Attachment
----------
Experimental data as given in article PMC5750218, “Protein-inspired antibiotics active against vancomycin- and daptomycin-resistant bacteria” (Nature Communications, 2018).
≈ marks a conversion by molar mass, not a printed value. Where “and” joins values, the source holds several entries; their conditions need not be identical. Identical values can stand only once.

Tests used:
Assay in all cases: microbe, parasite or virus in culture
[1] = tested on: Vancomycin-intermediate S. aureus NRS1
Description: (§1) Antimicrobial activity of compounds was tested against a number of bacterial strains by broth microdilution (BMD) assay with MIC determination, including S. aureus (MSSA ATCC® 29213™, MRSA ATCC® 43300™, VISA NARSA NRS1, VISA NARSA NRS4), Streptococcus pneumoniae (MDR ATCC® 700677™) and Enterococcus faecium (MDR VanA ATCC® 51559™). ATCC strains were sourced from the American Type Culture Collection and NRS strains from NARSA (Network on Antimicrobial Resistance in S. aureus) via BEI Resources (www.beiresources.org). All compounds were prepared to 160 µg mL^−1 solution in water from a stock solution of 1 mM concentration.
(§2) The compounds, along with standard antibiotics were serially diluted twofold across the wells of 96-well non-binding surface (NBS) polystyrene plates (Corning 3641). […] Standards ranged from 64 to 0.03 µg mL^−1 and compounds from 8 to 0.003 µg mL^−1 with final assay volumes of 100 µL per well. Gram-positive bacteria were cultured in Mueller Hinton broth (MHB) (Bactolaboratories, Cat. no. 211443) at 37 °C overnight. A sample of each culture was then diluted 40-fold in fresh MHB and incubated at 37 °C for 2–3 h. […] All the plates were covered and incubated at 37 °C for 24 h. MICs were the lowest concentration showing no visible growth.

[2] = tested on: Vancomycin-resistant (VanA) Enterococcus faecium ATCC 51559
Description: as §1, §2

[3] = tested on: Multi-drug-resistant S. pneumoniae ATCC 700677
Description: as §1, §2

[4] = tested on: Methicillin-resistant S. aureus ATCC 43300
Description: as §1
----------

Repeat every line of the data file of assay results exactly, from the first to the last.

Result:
Experimental data as given in article PMC5750218, “Protein-inspired antibiotics active against vancomycin- and daptomycin-resistant bacteria” (Nature Communications, 2018).
≈ marks a conversion by molar mass, not a printed value. Where “and” joins values, the source holds several entries; their conditions need not be identical. Identical values can stand only once.

Tests used:
Assay in all cases: microbe, parasite or virus in culture
[1] = tested on: Vancomycin-intermediate S. aureus NRS1
Description: (§1) Antimicrobial activity of compounds was tested against a number of bacterial strains by broth microdilution (BMD) assay with MIC determination, including S. aureus (MSSA ATCC® 29213™, MRSA ATCC® 43300™, VISA NARSA NRS1, VISA NARSA NRS4), Streptococcus pneumoniae (MDR ATCC® 700677™) and Enterococcus faecium (MDR VanA ATCC® 51559™). ATCC strains were sourced from the American Type Culture Collection and NRS strains from NARSA (Network on Antimicrobial Resistance in S. aureus) via BEI Resources (www.beiresources.org). All compounds were prepared to 160 µg mL^−1 solution in water from a stock solution of 1 mM concentration.
(§2) The compounds, along with standard antibiotics were serially diluted twofold across the wells of 96-well non-binding surface (NBS) polystyrene plates (Corning 3641). […] Standards ranged from 64 to 0.03 µg mL^−1 and compounds from 8 to 0.003 µg mL^−1 with final assay volumes of 100 µL per well. Gram-positive bacteria were cultured in Mueller Hinton broth (MHB) (Bactolaboratories, Cat. no. 211443) at 37 °C overnight. A sample of each culture was then diluted 40-fold in fresh MHB and incubated at 37 °C for 2–3 h. […] All the plates were covered and incubated at 37 °C for 24 h. MICs were the lowest concentration showing no visible growth.

[2] = tested on: Vancomycin-resistant (VanA) Enterococcus faecium ATCC 51559
Description: as §1, §2

[3] = tested on: Multi-drug-resistant S. pneumoniae ATCC 700677
Description: as §1, §2

[4] = tested on: Methicillin-resistant S. aureus ATCC 43300
Description: as §1